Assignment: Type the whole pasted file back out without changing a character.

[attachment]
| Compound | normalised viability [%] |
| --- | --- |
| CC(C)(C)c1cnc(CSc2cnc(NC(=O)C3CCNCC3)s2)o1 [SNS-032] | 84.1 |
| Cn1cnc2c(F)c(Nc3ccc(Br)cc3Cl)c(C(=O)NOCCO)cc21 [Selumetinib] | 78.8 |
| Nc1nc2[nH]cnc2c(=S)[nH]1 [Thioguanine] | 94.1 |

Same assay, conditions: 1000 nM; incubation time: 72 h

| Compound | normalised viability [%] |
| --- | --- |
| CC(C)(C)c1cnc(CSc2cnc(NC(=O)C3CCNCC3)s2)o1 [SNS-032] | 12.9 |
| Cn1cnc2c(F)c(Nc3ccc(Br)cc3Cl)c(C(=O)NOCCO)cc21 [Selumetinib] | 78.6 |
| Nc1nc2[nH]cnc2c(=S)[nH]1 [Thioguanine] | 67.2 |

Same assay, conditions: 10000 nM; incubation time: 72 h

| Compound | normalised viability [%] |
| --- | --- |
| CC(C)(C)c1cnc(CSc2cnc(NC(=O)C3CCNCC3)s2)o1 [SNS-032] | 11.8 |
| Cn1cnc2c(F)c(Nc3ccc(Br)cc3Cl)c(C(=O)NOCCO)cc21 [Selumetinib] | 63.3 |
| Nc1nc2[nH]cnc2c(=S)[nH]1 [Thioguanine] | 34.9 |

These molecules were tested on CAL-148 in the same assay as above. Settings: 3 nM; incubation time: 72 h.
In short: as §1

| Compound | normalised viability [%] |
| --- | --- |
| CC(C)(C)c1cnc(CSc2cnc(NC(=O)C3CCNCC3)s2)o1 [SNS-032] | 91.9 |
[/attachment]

| Compound | normalised viability [%] |
| --- | --- |
| CC(C)(C)c1cnc(CSc2cnc(NC(=O)C3CCNCC3)s2)o1 [SNS-032] | 84.1 |
| Cn1cnc2c(F)c(Nc3ccc(Br)cc3Cl)c(C(=O)NOCCO)cc21 [Selumetinib] | 78.8 |
| Nc1nc2[nH]cnc2c(=S)[nH]1 [Thioguanine] | 94.1 |

Same assay, conditions: 1000 nM; incubation time: 72 h

| Compound | normalised viability [%] |
| --- | --- |
| CC(C)(C)c1cnc(CSc2cnc(NC(=O)C3CCNCC3)s2)o1 [SNS-032] | 12.9 |
| Cn1cnc2c(F)c(Nc3ccc(Br)cc3Cl)c(C(=O)NOCCO)cc21 [Selumetinib] | 78.6 |
| Nc1nc2[nH]cnc2c(=S)[nH]1 [Thioguanine] | 67.2 |

Same assay, conditions: 10000 nM; incubation time: 72 h

| Compound | normalised viability [%] |
| --- | --- |
| CC(C)(C)c1cnc(CSc2cnc(NC(=O)C3CCNCC3)s2)o1 [SNS-032] | 11.8 |
| Cn1cnc2c(F)c(Nc3ccc(Br)cc3Cl)c(C(=O)NOCCO)cc21 [Selumetinib] | 63.3 |
| Nc1nc2[nH]cnc2c(=S)[nH]1 [Thioguanine] | 34.9 |

These molecules were tested on CAL-148 in the same assay as above. Settings: 3 nM; incubation time: 72 h.
In short: as §1

| Compound | normalised viability [%] |
| --- | --- |
| CC(C)(C)c1cnc(CSc2cnc(NC(=O)C3CCNCC3)s2)o1 [SNS-032] | 91.9 |